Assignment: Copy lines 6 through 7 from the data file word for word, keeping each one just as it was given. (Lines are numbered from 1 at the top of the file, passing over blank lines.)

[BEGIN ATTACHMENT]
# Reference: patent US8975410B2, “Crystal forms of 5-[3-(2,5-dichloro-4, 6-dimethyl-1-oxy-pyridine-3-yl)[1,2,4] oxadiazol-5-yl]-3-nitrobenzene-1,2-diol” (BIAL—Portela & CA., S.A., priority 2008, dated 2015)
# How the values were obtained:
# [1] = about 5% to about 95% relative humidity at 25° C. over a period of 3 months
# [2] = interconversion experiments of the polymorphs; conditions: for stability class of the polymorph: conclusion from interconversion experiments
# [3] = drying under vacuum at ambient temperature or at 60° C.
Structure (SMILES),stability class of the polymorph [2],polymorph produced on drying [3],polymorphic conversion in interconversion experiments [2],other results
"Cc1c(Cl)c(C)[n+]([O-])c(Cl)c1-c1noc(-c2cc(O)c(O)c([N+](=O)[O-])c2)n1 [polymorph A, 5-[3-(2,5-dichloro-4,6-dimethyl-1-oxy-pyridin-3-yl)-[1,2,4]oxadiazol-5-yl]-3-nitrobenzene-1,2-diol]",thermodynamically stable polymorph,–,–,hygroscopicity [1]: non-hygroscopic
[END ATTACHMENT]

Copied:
Structure (SMILES),stability class of the polymorph [2],polymorph produced on drying [3],polymorphic conversion in interconversion experiments [2],other results
"Cc1c(Cl)c(C)[n+]([O-])c(Cl)c1-c1noc(-c2cc(O)c(O)c([N+](=O)[O-])c2)n1 [polymorph A, 5-[3-(2,5-dichloro-4,6-dimethyl-1-oxy-pyridin-3-yl)-[1,2,4]oxadiazol-5-yl]-3-nitrobenzene-1,2-diol]",thermodynamically stable polymorph,–,–,hygroscopicity [1]: non-hygroscopic